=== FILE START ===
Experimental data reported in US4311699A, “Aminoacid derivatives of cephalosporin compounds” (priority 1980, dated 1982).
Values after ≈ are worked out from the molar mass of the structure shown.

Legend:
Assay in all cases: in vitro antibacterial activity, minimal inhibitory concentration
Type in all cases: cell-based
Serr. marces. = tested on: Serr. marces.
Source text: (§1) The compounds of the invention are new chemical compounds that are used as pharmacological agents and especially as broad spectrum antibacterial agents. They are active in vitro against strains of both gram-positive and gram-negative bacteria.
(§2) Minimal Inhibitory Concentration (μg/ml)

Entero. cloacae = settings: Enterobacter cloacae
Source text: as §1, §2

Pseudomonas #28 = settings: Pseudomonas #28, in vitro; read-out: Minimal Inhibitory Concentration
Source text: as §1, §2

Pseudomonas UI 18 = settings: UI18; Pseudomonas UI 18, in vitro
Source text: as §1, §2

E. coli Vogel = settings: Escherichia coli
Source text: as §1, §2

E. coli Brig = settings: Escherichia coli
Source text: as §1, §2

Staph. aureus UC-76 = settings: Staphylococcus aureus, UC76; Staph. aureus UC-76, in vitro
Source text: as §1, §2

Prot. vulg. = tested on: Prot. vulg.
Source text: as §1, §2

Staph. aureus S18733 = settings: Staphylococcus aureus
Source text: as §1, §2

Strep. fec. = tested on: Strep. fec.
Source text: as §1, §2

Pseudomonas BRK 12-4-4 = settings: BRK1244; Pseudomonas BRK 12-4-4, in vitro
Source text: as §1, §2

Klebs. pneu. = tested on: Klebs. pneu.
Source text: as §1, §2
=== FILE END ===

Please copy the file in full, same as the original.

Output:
Experimental data reported in US4311699A, “Aminoacid derivatives of cephalosporin compounds” (priority 1980, dated 1982).
Values after ≈ are worked out from the molar mass of the structure shown.

Legend:
Assay in all cases: in vitro antibacterial activity, minimal inhibitory concentration
Type in all cases: cell-based
Serr. marces. = tested on: Serr. marces.
Source text: (§1) The compounds of the invention are new chemical compounds that are used as pharmacological agents and especially as broad spectrum antibacterial agents. They are active in vitro against strains of both gram-positive and gram-negative bacteria.
(§2) Minimal Inhibitory Concentration (μg/ml)

Entero. cloacae = settings: Enterobacter cloacae
Source text: as §1, §2

Pseudomonas #28 = settings: Pseudomonas #28, in vitro; read-out: Minimal Inhibitory Concentration
Source text: as §1, §2

Pseudomonas UI 18 = settings: UI18; Pseudomonas UI 18, in vitro
Source text: as §1, §2

E. coli Vogel = settings: Escherichia coli
Source text: as §1, §2

E. coli Brig = settings: Escherichia coli
Source text: as §1, §2

Staph. aureus UC-76 = settings: Staphylococcus aureus, UC76; Staph. aureus UC-76, in vitro
Source text: as §1, §2

Prot. vulg. = tested on: Prot. vulg.
Source text: as §1, §2

Staph. aureus S18733 = settings: Staphylococcus aureus
Source text: as §1, §2

Strep. fec. = tested on: Strep. fec.
Source text: as §1, §2

Pseudomonas BRK 12-4-4 = settings: BRK1244; Pseudomonas BRK 12-4-4, in vitro
Source text: as §1, §2

Klebs. pneu. = tested on: Klebs. pneu.
Source text: as §1, §2